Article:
Tag Archives: Emerging language

‘How to join communicative pressure and cooperation in a speaking or writing activity’ by Paolo Torresan

This has got to be the most interactive and fun session I attended at TESOL Italy 2015. It was sponsored by Pilgrims and Paolo mentioned that there will be a course on improvisation in EFL run both in July and in August 2016, at Pilgrims, in Canterbury, by Peter Dyer (more info here).

But back to the workshop. There was no ppt. No lecturing or the audience listening with hidden yawns. Instead, there was a lot of practice, and as the title suggests, communication and cooperation in speaking and writing activities.

I came in slightly late, so missed the instructions to the first activity, but the other teacher I was paired up with explained that we had to improvise and pretend we were giving a gift to each other. One person gives the present, without saying what it is. The person receiving it has to accept it, thank for it, and choose what the gift is, i.e. improvise (Paolo is grateful to Peter Dyer, who developed this activity). Then we swapped roles.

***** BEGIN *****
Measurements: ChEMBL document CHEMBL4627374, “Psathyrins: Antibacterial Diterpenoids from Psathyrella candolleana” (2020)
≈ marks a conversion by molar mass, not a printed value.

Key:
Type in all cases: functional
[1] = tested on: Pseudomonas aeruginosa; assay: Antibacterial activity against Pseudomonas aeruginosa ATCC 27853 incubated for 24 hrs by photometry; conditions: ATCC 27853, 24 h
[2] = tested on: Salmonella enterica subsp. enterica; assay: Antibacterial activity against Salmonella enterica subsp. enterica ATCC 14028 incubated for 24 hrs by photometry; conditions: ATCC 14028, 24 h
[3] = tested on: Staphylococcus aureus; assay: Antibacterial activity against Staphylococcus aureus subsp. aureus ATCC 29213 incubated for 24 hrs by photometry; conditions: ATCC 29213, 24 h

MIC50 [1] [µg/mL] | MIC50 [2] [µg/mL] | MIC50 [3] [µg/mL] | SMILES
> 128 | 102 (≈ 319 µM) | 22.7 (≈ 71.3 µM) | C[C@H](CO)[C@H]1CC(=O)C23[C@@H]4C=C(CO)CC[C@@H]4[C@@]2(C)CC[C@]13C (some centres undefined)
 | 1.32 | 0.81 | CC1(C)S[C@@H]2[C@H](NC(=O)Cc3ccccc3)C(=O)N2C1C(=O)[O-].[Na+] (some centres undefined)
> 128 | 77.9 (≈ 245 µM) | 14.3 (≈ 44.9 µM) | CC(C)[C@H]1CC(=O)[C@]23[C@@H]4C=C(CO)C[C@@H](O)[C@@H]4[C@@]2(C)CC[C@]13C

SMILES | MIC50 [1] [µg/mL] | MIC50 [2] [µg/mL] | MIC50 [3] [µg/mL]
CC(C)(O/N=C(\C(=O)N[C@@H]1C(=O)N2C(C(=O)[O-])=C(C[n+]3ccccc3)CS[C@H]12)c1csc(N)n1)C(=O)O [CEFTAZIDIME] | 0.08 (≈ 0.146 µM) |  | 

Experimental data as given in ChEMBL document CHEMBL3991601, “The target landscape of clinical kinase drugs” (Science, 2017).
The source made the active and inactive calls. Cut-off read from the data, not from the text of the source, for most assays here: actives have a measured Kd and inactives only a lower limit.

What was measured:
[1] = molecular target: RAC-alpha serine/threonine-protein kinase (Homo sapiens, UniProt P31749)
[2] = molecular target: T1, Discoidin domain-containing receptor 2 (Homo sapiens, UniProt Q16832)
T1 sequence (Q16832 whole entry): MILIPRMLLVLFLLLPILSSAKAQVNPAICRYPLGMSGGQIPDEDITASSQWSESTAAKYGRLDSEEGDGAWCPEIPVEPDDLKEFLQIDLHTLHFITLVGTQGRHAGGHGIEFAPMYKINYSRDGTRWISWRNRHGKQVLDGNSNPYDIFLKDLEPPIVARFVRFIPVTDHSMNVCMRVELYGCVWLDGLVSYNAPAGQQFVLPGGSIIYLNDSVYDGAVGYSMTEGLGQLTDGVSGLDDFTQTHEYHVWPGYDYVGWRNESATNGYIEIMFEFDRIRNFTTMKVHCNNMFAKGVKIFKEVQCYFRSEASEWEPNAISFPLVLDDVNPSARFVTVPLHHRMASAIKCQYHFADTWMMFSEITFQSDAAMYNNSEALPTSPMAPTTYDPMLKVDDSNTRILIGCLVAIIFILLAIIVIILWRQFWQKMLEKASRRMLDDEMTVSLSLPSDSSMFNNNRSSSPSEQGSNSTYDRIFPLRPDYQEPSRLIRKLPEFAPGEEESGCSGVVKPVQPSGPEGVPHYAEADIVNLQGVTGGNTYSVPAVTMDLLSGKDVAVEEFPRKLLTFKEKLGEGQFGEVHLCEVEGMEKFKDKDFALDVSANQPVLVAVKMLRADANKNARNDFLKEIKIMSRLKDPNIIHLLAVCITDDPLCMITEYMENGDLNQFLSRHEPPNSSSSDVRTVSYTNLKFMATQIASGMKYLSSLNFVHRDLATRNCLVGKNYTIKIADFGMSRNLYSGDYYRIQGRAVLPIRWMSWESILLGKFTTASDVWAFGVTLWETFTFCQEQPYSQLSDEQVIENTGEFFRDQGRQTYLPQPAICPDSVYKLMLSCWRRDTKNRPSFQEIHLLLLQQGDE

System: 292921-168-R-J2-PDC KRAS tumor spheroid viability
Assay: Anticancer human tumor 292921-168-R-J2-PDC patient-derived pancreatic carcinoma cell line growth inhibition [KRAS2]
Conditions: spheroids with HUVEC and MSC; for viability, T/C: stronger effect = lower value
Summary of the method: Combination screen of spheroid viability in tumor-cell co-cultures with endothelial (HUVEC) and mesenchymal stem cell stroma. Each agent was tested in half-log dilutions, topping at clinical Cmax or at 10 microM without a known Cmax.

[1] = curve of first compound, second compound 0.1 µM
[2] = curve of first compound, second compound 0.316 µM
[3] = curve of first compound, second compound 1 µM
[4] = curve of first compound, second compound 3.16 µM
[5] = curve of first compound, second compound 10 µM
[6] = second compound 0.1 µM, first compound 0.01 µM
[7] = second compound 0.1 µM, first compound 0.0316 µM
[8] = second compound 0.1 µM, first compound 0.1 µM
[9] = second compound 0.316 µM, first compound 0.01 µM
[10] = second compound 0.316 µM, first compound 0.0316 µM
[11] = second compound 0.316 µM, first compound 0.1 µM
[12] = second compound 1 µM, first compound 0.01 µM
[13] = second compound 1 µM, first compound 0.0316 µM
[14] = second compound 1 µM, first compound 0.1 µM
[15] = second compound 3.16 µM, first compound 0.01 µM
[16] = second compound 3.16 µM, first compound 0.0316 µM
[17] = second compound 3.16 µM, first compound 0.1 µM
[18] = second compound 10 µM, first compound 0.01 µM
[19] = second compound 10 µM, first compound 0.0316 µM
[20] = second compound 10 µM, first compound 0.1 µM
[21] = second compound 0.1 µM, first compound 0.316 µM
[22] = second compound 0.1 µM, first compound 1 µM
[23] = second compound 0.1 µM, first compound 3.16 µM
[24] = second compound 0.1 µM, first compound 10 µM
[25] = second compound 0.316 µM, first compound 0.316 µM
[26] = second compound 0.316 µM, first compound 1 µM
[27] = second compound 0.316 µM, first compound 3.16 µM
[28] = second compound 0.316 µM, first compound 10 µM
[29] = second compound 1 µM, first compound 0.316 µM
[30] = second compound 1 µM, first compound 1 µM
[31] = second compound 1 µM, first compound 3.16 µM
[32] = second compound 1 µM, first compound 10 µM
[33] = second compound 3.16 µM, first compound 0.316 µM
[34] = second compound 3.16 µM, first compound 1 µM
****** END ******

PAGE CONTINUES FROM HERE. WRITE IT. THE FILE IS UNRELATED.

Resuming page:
Very simple, but very effective at the same time. The whole room seemed very engaged, and I could see it working very well with real students too. It was fun, involved creativity, a bit of acting, and plenty of opportunity for students to practice some functional language.

After the activity, Paolo explained the basic framework that we would also use in the following demos. The underlying pattern looks like this:

  • Yessing, or accepting your partner’s contribution
  • Adding, adding some info in order to let the action/dialogue take place, and go on, for example: